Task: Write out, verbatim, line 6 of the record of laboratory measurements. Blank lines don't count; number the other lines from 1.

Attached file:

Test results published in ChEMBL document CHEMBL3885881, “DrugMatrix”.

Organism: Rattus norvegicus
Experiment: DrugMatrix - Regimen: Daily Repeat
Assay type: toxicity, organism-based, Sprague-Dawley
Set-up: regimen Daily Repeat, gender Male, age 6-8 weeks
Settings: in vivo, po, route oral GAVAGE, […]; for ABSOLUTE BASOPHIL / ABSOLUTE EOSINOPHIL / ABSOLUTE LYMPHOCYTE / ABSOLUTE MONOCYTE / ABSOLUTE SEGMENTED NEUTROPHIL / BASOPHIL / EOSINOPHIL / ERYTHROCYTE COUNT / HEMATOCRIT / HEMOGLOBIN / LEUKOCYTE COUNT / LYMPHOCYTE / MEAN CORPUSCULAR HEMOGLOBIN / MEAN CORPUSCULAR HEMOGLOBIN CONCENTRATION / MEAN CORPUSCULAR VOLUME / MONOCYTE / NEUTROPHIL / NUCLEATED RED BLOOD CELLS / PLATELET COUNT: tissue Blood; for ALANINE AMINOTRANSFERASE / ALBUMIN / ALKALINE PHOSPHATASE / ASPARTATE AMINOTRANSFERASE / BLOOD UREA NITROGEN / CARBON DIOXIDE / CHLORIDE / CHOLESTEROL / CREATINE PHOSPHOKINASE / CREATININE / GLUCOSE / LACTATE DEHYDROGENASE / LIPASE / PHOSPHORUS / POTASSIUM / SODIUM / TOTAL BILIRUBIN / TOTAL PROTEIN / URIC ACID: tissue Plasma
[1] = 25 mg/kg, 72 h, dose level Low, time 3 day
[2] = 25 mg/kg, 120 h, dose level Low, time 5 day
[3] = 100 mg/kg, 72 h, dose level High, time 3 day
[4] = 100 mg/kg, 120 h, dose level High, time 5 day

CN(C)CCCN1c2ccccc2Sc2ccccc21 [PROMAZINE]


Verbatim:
Settings: in vivo, po, route oral GAVAGE, […]; for ABSOLUTE BASOPHIL / ABSOLUTE EOSINOPHIL / ABSOLUTE LYMPHOCYTE / ABSOLUTE MONOCYTE / ABSOLUTE SEGMENTED NEUTROPHIL / BASOPHIL / EOSINOPHIL / ERYTHROCYTE COUNT / HEMATOCRIT / HEMOGLOBIN / LEUKOCYTE COUNT / LYMPHOCYTE / MEAN CORPUSCULAR HEMOGLOBIN / MEAN CORPUSCULAR HEMOGLOBIN CONCENTRATION / MEAN CORPUSCULAR VOLUME / MONOCYTE / NEUTROPHIL / NUCLEATED RED BLOOD CELLS / PLATELET COUNT: tissue Blood; for ALANINE AMINOTRANSFERASE / ALBUMIN / ALKALINE PHOSPHATASE / ASPARTATE AMINOTRANSFERASE / BLOOD UREA NITROGEN / CARBON DIOXIDE / CHLORIDE / CHOLESTEROL / CREATINE PHOSPHOKINASE / CREATININE / GLUCOSE / LACTATE DEHYDROGENASE / LIPASE / PHOSPHORUS / POTASSIUM / SODIUM / TOTAL BILIRUBIN / TOTAL PROTEIN / URIC ACID: tissue Plasma